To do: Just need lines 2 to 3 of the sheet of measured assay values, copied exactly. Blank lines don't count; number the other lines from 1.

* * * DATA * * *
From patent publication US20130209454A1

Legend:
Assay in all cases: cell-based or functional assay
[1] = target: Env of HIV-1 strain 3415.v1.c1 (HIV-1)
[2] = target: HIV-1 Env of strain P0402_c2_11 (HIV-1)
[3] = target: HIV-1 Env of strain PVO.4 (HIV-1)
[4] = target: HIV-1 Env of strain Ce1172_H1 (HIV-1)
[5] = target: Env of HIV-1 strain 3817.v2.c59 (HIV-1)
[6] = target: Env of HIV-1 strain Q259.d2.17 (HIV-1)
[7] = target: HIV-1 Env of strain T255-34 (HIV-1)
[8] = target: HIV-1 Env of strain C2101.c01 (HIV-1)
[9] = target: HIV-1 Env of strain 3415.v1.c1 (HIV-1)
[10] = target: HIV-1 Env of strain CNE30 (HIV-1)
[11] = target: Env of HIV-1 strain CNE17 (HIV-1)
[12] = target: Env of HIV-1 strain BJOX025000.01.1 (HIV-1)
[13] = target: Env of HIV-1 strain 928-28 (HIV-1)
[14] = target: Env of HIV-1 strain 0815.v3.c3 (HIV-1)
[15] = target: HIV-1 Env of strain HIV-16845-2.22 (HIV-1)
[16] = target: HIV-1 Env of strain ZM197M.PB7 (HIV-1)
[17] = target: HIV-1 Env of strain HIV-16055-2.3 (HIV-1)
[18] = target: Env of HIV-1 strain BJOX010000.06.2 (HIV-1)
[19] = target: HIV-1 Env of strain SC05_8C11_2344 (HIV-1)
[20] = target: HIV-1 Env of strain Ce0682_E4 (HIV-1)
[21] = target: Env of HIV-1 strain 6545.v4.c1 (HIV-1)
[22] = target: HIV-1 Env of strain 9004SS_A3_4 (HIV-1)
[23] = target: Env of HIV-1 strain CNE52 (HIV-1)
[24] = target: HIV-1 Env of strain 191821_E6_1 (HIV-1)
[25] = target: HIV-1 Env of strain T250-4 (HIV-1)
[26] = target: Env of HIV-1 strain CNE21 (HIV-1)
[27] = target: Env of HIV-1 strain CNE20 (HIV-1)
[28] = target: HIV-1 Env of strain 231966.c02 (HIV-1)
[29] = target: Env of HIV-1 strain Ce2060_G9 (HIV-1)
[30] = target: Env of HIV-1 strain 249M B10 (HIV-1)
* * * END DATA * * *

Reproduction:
Legend:
Assay in all cases: cell-based or functional assay